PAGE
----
unit builds
integration builds
incremental builds
system builds
clean builds
test builds
release builds
production builds
milestone builds
nightly builds
special builds
debug builds

I don't know how deep you want to go into this, but you can see introducing categories of builds opens up the discussion quite a bit :-)
At the end of the day all these types of builds are initiated in 1 of 3 ways outlined earlier, but they all have different use cases, some varying more than others.

> >5. Checkin of Derived Objects >Really a variation rather than a scenario. Some build need to checking >the objects that they produce for various reasons

There are some build categories where this makes sense, if you want to preserve the derived objects created from the build.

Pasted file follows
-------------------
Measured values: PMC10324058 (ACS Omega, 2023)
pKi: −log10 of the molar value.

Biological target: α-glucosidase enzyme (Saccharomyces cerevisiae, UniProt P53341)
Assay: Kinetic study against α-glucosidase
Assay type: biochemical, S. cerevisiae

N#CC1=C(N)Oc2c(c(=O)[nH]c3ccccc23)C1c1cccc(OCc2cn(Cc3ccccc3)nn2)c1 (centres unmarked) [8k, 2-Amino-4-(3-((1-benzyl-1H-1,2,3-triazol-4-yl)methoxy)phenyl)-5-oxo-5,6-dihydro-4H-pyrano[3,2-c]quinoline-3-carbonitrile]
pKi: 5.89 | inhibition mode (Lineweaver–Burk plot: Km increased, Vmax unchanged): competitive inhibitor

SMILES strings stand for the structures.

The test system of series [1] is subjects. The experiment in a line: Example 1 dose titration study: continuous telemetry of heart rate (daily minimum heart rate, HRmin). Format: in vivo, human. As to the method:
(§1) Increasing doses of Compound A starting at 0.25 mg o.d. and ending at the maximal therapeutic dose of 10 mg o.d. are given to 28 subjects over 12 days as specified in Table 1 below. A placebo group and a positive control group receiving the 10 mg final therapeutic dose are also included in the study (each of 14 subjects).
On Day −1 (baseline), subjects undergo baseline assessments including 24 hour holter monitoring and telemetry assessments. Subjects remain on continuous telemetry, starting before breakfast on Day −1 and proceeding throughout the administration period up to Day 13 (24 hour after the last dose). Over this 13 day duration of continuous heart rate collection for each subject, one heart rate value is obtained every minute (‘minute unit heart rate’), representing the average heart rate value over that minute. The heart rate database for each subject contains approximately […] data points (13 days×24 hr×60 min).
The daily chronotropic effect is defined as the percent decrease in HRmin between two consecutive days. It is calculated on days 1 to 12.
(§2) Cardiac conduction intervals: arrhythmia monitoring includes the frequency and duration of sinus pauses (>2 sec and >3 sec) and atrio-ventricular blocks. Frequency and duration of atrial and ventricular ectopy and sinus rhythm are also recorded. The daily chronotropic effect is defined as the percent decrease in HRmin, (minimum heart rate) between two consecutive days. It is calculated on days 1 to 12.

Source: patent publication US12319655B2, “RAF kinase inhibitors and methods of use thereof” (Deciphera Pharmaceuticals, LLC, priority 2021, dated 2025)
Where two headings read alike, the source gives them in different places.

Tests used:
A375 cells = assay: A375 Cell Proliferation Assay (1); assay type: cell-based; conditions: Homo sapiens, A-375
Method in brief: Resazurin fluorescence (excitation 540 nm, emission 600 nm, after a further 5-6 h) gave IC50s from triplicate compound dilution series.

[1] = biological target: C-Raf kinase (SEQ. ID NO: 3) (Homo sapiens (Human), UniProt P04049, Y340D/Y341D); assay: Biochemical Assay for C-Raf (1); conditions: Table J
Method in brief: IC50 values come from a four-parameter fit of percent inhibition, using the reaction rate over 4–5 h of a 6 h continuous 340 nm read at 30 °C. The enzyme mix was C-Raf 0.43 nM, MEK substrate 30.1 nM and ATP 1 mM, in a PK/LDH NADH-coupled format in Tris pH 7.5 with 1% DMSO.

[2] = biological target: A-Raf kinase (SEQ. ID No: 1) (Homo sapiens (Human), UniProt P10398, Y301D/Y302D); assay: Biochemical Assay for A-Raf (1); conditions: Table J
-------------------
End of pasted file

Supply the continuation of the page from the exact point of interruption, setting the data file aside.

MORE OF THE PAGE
Other categories of builds, like an incremental build, you do not want to necessarily check in all the derived objects if they existed prior to the build. A simple timestamp comparison of the derived object relative to the beginning build time may resolve this however in the build logic itself. Debug builds are another example- these derived objects may have extra compiled data in the executables that could behave differently, such as writing to temporary files, produce extra system or warning messages, expose internal data within the application, etc. just for the purpose of a particular troubleshooting exercise. The common use case is you provide a user or customer a debugged version of an application your software team develops to help uncover an issue. It may be applied as part of a packaged install, but it could be just a standalone artifact like a DLL or EXE that the user copies to the designated location manually. These types of debug-built objects are transitory in nature, and you may not want to save them, especially since they are typically much larger than their corresponding non-debug versions, and may have no use beyond that troubleshooting exercise. A debug build would be almost exclusively initiated on-demand.